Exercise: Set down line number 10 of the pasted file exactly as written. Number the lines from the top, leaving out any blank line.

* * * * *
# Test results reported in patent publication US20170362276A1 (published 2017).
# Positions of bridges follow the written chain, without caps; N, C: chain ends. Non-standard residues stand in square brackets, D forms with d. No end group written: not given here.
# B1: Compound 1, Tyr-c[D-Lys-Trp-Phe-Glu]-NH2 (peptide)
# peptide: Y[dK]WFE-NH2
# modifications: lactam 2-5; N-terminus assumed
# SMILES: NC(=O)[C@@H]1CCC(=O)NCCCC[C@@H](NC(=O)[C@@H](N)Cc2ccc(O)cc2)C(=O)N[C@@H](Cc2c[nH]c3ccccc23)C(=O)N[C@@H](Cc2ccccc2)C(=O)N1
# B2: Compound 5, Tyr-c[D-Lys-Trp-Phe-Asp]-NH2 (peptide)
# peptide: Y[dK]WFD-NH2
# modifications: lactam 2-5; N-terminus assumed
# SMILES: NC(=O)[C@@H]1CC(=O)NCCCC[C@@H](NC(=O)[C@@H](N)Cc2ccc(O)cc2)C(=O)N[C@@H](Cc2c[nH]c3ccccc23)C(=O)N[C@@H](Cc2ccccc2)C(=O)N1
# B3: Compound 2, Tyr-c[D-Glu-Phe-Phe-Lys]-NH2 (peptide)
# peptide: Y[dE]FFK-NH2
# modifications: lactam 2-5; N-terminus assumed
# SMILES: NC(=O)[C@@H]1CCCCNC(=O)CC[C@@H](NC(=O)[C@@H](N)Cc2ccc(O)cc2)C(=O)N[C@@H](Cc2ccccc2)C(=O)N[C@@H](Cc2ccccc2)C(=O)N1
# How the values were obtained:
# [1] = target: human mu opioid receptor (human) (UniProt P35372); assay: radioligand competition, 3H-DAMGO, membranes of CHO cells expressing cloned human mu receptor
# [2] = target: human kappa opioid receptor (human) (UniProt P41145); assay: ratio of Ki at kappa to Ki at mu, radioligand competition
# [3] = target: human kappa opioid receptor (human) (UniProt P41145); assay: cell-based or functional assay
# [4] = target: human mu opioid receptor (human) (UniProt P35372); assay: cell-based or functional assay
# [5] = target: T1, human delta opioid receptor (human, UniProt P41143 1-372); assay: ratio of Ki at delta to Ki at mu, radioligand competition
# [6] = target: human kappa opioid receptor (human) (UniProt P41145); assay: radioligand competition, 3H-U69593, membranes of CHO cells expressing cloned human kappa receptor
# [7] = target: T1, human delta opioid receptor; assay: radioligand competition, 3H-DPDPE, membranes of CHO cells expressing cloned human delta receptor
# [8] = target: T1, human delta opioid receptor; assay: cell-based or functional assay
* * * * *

# SMILES: NC(=O)[C@@H]1CC(=O)NCCCC[C@@H](NC(=O)[C@@H](N)Cc2ccc(O)cc2)C(=O)N[C@@H](Cc2c[nH]c3ccccc23)C(=O)N[C@@H](Cc2ccccc2)C(=O)N1